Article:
In Detroit International Bridge Co., the Court specifically relied on the above language to reach a similar conclusion. 294 U.S., at 86, 55 S.Ct., at 333. It upheld a state tax on a state corporation, the sole business of which was to operate and maintain a toll bridge across the Detroit River, from Detroit, Mich., to Ontario, Canada. In both cases, the Court held that the bridge itself was an "instrumentality which others may use in conducting foreign commerce," id., at 85, 55 S.Ct., at 333, but that operation of the bridge was not itself interstate commerce.
The West Virginia court correctly noted that "Henderson . . . is still good law having never been overruled." 266 S.E.2d, at 456. In my view, however, it is time that this Court took a new look at Henderson and Detroit International Bridge Co. to consider whether they are consistent with this Court's more recent treatment of the effect of the Interstate Commerce Clause on the power of the States to impose taxes.
The Court has dealt with other fixed facilities as "instrumentalities" of interstate commerce and treated their operation as interstate commerce. InColonial Pipeline Co. v. Traigle, 421 U.S. 100, 95 S.Ct. 1538, 44 L.Ed.2d 1 (1975), the Court assumed that a corporation that owned and operated an interstate pipeline linking the oil refining complexes of Texas and Louisiana with the population centers of the Northeast and Southeast was engaged in interstate commerce. See also Michigan-Wisconsin Pipe Line Co. v. Calvert, 347 U.S. 157, 74 S.Ct. 396, 98 L.Ed. 583 (1954). It is not at all clear that a pipeline is distinguishable from a bridge as an instrumentality of interstate commerce.
Furthermore, it is arguable that the Court's conclusion in Henderson, subsequently followed in Detroit International Bridge Co., that operation of an interstate bridge is not interstate commerce was not necessary to support the result reached there. Kentucky had excluded tangible and intangible property located in Indiana from its tax: "The tax in controversy was nothing more than a tax on the intangible property of the company in Kentucky." 166 U.S., at 154, 17 S.Ct., at 534. Petitioner argues that the case "involved in reality a de facto apportionment to property within the state." Pet. for Cert. 16. More importantly, under today's standards it would be unnecessary to exclude an interstate bridge from the interstate commerce field to sustain the Kentucky tax involved in the Henderson case. Under Complete Auto Transit, Inc. v. Brady, 430 U.S. 274, 97 S.Ct. 1076, 51 L.Ed.2d 326 (1977), a state tax on a corporation will be sustained if there is a substantial nexus between its operations and the taxing State, and if the tax is fairly apportioned, does not discriminate against interstate commerce, and is fairly related to the services provided by the State. Under this test, it makes no difference whether operation of an interstate bridge is considered "interstate commerce." Although the Kentucky tax probably would have been upheld under this test, the West Virginia tax involved in the case before us now is an unapportioned tax and would probably not satisfy the test. This creates an incongruous situation: The West Virginia court relied on Henderson's reasoning, which may never have been, and in any case is not now, necessary to support the conclusion it was designed to reach, to support another conclusion that might not otherwise survive under contemporary standards.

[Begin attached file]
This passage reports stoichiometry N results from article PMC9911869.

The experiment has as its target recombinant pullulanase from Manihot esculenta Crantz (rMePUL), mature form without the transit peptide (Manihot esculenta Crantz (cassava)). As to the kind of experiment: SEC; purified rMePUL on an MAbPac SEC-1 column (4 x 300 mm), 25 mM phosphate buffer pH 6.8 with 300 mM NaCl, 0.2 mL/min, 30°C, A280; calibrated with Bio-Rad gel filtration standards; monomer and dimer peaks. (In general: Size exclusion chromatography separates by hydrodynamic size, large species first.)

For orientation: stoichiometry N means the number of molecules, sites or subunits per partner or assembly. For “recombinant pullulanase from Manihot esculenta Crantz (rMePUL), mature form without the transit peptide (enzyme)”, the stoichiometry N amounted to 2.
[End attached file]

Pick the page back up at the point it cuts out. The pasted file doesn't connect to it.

Accordingly, I think this case should be given plenary consideration, and therefore I dissent from denial of certiorari.